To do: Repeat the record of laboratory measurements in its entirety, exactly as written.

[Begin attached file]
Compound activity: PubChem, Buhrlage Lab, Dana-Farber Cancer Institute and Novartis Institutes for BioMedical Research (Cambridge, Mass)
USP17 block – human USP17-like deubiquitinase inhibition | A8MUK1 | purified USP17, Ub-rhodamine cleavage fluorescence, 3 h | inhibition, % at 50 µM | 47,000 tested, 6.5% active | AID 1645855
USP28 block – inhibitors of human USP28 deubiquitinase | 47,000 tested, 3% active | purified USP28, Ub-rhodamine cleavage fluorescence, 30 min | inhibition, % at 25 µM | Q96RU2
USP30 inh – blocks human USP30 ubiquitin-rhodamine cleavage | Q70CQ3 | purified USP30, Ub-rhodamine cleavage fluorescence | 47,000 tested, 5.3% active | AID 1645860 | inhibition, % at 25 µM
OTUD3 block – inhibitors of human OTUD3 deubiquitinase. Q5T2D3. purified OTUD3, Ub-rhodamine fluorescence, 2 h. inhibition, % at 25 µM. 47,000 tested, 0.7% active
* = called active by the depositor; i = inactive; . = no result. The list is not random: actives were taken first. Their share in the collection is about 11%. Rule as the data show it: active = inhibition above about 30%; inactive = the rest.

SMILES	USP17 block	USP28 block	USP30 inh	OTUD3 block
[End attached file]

Compound activity: PubChem, Buhrlage Lab, Dana-Farber Cancer Institute and Novartis Institutes for BioMedical Research (Cambridge, Mass)
USP17 block – human USP17-like deubiquitinase inhibition | A8MUK1 | purified USP17, Ub-rhodamine cleavage fluorescence, 3 h | inhibition, % at 50 µM | 47,000 tested, 6.5% active | AID 1645855
USP28 block – inhibitors of human USP28 deubiquitinase | 47,000 tested, 3% active | purified USP28, Ub-rhodamine cleavage fluorescence, 30 min | inhibition, % at 25 µM | Q96RU2
USP30 inh – blocks human USP30 ubiquitin-rhodamine cleavage | Q70CQ3 | purified USP30, Ub-rhodamine cleavage fluorescence | 47,000 tested, 5.3% active | AID 1645860 | inhibition, % at 25 µM
OTUD3 block – inhibitors of human OTUD3 deubiquitinase. Q5T2D3. purified OTUD3, Ub-rhodamine fluorescence, 2 h. inhibition, % at 25 µM. 47,000 tested, 0.7% active
* = called active by the depositor; i = inactive; . = no result. The list is not random: actives were taken first. Their share in the collection is about 11%. Rule as the data show it: active = inhibition above about 30%; inactive = the rest.

SMILES	USP17 block	USP28 block	USP30 inh	OTUD3 block